74 Years of Strength: Miss Major interview

Miss Major is warm, sharp and candid about her decades of strength and struggle for the respect of her communities. She speaks to The Skinny ahead of her appearance at this month's Arika

Feature by Adam Benmakhlouf | 05 Oct 2016
  • Miss Major

This month sees the eighth Arika from 21-23 October. As always, they will bring amazing speakers and contributors to Tramway during the weekend-long programme. Among the long and exciting list of invitees, there is 75-year-old Miss Major who is in the position of being one of the most important figures of the last 100 years, as well as among the foremost trans rights activists still living and working today.

As one of the many trans women whose majority presence was decisive to the worldchanging outcome of Stonewall, Miss Major speaks out passionately and frequently against the historical trend to write out the trans presence at that time. “Some of the gay and lesbian community appreciate us and work with us. The majority, no. In every major gay area I’ve been in, the gay guys still point at transgender girls and say, ‘Look at that, how disgusting.’ How dare they. If not for us, those motherfuckers would still be in a closet somewhere if Stonewall hadn’t happened. They need to wake up!”

Though variously erased from dominant accounts of progress, her work now spans the continents and half a century. She speaks with warmth, sensitivity and sharpness about the kinds of encouraging or troubling developments she’s witnessed. “Here in the United States, right now laws are popping up to put us in our place, keep us where they can keep their thumb on us, and chase us back into the closet. I’m sorry, when most of my girls came out of the closet, those bitches turned around and burned the house down. So there’s no closet to chase me back into. You’re gonna have to deal with me because I have nowhere else to go. I’m going to fight for the ground I’m standing on.”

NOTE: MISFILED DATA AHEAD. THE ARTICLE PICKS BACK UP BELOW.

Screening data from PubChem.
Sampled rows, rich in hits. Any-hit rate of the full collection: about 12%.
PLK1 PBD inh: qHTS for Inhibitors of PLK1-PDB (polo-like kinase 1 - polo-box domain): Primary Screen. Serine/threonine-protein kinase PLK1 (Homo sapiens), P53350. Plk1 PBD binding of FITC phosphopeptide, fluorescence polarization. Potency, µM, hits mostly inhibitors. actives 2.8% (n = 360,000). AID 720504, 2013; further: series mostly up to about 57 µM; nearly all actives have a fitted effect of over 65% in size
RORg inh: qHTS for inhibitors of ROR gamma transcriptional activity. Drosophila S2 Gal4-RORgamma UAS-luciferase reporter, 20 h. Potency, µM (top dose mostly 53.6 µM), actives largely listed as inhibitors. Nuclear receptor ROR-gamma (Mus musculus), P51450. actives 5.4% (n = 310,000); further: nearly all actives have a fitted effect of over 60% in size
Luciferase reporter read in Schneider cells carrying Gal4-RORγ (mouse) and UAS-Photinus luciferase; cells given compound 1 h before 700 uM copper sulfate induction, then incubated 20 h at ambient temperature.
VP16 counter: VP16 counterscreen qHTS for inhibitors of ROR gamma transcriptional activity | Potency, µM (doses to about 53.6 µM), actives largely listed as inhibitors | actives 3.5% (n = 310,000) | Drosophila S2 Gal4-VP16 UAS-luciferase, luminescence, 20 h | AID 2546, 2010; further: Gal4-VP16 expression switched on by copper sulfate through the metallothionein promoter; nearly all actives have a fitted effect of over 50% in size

As well as questioning hegemonic narratives that sideline the decisive influence of trans communities for gay and lesbian rights, and vocally raising awareness of current dangerous legislation, she frequently contextualises and questions the present (so-called) banner moments. “The majority of people don’t care what happens to us as a people. They never have, and the fact that they do care about the celebrities… and don’t forget Caitlyn Jenner. A lot of us did the same thing and we had to struggle and fight, be beaten to get to the point of at least having some modicum of respect. I don’t have 100 million dollars sitting there while I buy a dress for 25 thousand dollars while girls are sleeping under a bridge somewhere.”

While Major’s recognition has grown in parallel with digital culture, she’s ambivalent about the effect of virtual encounters between people. When people “get all this information and jump to their own conclusion, they don’t have the opportunity to see the build up of years of abuses that led to that one event that everyone talks about. No one discusses what got it to that point.”

Most recently, she’s been the subject of the documentary Miss Major, an account of her years of struggle, and many decades of activism. As the film circulates worldwide, she has been travelling with it to talk alongside screenings. Thinking of some of the more promising potentials of easier international communications, she considers these moments, when “people get an opportunity to touch me, see I'm a real person.” She calls these moments “blessings.” “The girls that have read or heard about me get to see me and I get to hug them, and listen to them. I’m not there to teach them anything, I’m here to listen to what they’re going through.”


Miss Major and CeCe McDonald in conversation with Eric A Stanley, 22 Oct, 8.40pm, Tramway; part of Arika 8, 21-23 Oct

http://arika.org.uk